Bank Director Staff Writer


  • A period of slow loan growth could present an opportunity for community banks to automate the business lending process.
  • Commercial and industrial lending slipped in the first half of 2023, with bankers reporting weakened demand from firms of all sizes.
  • Automation frees up time and resources, allowing bankers to focus on client relationships.
  • When upgrading lending processes, banks should plan to run systems in tandem and work out kinks in the new system.
  • Banks can choose to automate all or some of the lending process, based on their unique needs.

The spring of 2020 wasn’t the best time for a community bank like Bank of Idaho to automate its small business lending process.

The $1 billion bank, a subsidiary of Bank of Idaho Holding Co., had just made it through the first deluge of Paycheck Protection Program loans. “We did everything manually, and it was terrible,” says Devan Wright, deputy chief credit officer. He describes “12-hour days that felt like forever: waking up, approving loans, going to bed, over and over again. We did thousands of loans.”

Executives quickly realized they needed to upgrade the bank’s underwriting and loan processing systems to survive the second round of PPP, working with Teslar Software to automate parts of Bank of Idaho’s loan underwriting and documentation functions.

When the dust settled, Wright says, the Idaho Falls-based bank automated the rest of the business lending process with Teslar. For example, it pulled into one platform all of the 20 or so forms that could be needed if a loan required a modification after it was booked, eliminating the need for a banker to go hunting for the correct form.

With lending appetite down drastically today compared to the PPP period, Bank of Idaho’s experience could make a compelling case for automating the business lending process during the slow growth period many bankers find themselves in now.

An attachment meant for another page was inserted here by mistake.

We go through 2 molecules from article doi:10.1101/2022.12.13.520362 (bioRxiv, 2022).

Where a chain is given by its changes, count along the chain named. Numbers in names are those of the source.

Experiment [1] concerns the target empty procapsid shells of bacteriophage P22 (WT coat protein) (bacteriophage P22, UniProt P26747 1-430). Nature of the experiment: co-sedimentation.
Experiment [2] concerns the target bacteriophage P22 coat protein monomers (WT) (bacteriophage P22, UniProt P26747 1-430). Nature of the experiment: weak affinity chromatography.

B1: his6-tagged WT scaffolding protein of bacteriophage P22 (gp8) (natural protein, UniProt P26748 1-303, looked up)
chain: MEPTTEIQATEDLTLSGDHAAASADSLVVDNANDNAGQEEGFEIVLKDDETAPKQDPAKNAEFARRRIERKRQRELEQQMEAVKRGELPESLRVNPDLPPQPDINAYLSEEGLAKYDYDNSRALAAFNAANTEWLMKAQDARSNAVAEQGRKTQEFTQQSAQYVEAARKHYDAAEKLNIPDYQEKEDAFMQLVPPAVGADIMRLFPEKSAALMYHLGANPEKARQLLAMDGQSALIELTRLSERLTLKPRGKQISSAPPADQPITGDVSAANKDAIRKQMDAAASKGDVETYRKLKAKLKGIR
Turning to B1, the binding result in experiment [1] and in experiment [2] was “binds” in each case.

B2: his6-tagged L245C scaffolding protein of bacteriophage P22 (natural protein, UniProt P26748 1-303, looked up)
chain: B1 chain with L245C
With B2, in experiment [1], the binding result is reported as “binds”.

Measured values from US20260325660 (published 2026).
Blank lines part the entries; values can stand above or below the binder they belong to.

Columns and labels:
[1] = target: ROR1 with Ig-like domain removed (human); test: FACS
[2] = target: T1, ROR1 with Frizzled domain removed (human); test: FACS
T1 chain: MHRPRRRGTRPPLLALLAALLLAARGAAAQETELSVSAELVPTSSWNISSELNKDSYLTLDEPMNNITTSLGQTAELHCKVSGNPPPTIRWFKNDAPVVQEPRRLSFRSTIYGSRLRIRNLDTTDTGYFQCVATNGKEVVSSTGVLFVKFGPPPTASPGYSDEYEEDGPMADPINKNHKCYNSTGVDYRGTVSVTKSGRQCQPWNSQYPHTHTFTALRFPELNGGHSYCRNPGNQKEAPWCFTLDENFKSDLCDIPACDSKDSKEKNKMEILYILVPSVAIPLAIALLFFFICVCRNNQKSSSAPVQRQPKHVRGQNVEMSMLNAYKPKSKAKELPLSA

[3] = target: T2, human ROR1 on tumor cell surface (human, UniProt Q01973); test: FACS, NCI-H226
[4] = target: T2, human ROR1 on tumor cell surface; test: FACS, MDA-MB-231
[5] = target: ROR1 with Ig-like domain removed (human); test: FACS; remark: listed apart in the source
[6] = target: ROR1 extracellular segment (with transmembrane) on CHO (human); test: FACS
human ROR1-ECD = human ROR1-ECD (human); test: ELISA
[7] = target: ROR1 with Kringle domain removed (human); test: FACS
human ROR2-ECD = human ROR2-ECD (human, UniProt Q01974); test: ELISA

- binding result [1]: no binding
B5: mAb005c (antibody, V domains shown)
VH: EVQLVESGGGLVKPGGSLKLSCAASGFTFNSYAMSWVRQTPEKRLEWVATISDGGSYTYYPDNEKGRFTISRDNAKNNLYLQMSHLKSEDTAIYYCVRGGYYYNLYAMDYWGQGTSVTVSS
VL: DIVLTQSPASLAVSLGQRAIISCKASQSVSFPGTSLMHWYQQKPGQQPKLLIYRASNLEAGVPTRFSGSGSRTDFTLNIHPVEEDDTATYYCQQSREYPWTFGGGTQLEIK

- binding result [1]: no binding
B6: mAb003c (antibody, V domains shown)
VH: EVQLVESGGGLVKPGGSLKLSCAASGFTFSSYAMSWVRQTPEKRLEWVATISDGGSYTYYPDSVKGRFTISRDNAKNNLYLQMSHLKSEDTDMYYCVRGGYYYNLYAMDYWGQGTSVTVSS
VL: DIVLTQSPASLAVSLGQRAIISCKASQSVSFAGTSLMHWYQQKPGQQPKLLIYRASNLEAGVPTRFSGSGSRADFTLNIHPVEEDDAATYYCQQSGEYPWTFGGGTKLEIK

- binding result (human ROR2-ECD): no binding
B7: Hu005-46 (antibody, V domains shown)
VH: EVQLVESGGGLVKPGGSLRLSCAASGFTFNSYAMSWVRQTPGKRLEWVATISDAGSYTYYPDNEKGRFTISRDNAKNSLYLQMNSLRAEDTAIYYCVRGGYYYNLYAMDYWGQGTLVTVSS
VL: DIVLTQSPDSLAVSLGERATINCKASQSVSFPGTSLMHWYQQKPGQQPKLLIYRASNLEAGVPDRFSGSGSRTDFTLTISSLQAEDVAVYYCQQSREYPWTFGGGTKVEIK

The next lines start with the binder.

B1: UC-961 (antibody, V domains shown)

Lending Slowdown
Commercial and industrial lending slumped this year amid an uncertain economic environment, characterized by rising interest rates, low unemployment and anxiety about a potential recession. As of June 1, the Federal Reserve Bank of St. Louis reported that C&I lending across U.S. banks totaled $2.8 trillion — still higher than pre-pandemic volume but representing a slight but steady decline from early 2023. That figure exceeded $3 trillion in May 2020, when Bank of Idaho and others were fielding intense demand due to PPP.

Additionally, the Federal Reserve’s Senior Loan Officer Survey in July 2023 found weakened demand for C&I loans from small, medium and large firms. Many banks also indicated that underwriting standards had tightened somewhat as the economic outlook grew more uncertain and competition for loans had eased.
Reduced activity could provide an opportunity for community banks to automate part or all of their business lending systems, if they haven’t already. Banks that choose to streamline underwriting or loan modification systems now are unlikely to be pressured by intense demands on time and resources while adapting to a new system, says Amy Berger, vice president of product at Teslar Software.